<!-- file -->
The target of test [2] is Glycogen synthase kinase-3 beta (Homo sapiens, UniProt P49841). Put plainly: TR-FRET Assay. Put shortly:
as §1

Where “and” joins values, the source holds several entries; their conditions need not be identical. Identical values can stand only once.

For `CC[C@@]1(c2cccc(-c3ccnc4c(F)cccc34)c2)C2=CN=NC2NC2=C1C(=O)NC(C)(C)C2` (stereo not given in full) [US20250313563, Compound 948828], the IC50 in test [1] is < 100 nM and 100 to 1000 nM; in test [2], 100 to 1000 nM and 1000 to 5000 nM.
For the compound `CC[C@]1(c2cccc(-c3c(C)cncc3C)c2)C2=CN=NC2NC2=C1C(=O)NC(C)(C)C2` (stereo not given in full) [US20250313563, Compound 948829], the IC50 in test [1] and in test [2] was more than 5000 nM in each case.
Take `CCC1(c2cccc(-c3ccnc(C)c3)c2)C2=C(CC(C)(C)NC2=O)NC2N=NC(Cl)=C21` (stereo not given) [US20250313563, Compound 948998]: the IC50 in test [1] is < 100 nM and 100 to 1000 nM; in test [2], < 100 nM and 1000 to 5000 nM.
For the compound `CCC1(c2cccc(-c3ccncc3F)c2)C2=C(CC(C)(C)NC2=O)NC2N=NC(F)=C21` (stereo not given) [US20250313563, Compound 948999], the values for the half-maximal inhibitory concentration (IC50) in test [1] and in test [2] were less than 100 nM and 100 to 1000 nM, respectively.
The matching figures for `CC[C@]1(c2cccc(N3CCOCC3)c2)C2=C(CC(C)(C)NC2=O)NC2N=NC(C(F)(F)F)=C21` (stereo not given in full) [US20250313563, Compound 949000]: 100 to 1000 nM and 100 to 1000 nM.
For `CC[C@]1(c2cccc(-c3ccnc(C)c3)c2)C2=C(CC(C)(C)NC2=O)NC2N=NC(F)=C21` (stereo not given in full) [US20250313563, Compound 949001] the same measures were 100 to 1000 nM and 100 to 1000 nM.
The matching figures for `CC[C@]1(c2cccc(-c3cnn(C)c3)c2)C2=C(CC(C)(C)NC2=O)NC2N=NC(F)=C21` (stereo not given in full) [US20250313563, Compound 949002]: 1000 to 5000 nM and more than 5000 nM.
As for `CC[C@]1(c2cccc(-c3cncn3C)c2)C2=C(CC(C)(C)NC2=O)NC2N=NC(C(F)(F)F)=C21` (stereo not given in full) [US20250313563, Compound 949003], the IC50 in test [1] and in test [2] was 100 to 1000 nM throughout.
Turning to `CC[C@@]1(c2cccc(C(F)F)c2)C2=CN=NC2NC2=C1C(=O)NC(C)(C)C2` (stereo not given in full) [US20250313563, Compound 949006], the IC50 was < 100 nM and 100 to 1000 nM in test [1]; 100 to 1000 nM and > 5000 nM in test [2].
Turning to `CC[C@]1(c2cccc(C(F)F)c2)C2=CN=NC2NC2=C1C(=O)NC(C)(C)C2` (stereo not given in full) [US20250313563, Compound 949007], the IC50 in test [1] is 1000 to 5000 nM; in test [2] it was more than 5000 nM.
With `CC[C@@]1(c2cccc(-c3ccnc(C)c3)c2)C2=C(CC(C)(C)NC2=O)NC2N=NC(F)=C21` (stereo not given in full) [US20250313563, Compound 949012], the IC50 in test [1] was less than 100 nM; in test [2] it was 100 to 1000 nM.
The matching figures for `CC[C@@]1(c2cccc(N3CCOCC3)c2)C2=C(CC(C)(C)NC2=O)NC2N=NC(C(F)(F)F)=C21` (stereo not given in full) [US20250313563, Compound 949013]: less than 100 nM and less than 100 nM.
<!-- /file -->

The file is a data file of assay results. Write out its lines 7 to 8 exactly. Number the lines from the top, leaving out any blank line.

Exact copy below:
For the compound `CCC1(c2cccc(-c3ccncc3F)c2)C2=C(CC(C)(C)NC2=O)NC2N=NC(F)=C21` (stereo not given) [US20250313563, Compound 948999], the values for the half-maximal inhibitory concentration (IC50) in test [1] and in test [2] were less than 100 nM and 100 to 1000 nM, respectively.
The matching figures for `CC[C@]1(c2cccc(N3CCOCC3)c2)C2=C(CC(C)(C)NC2=O)NC2N=NC(C(F)(F)F)=C21` (stereo not given in full) [US20250313563, Compound 949000]: 100 to 1000 nM and 100 to 1000 nM.